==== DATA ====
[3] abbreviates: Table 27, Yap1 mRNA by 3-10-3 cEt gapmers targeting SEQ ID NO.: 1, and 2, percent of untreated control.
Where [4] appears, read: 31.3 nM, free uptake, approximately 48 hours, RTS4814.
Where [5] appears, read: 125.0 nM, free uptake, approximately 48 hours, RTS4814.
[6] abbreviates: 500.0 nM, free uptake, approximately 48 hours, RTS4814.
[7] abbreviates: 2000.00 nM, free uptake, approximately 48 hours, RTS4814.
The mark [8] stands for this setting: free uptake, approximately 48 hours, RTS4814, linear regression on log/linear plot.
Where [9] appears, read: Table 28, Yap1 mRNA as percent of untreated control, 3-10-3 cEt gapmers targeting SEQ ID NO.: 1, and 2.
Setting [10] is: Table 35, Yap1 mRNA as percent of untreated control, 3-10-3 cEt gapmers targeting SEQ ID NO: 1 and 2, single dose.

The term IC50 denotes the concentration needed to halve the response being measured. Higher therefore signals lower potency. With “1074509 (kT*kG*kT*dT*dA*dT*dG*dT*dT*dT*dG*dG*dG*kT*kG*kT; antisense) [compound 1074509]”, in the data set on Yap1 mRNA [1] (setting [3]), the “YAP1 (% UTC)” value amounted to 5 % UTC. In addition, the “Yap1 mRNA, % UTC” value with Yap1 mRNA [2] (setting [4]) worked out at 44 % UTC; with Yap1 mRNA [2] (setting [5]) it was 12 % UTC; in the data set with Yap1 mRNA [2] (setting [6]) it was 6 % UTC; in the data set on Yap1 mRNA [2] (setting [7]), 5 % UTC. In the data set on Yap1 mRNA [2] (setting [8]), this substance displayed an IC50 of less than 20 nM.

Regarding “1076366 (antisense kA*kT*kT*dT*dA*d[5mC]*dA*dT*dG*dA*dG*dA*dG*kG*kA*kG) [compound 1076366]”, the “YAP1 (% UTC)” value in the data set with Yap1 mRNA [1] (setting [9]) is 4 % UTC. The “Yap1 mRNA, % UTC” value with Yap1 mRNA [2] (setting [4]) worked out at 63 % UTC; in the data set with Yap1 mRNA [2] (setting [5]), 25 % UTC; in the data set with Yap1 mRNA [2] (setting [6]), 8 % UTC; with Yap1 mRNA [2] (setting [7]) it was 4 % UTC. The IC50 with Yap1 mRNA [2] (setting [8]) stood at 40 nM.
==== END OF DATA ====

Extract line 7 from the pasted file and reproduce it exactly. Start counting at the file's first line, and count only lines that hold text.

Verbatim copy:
Where [9] appears, read: Table 28, Yap1 mRNA as percent of untreated control, 3-10-3 cEt gapmers targeting SEQ ID NO.: 1, and 2.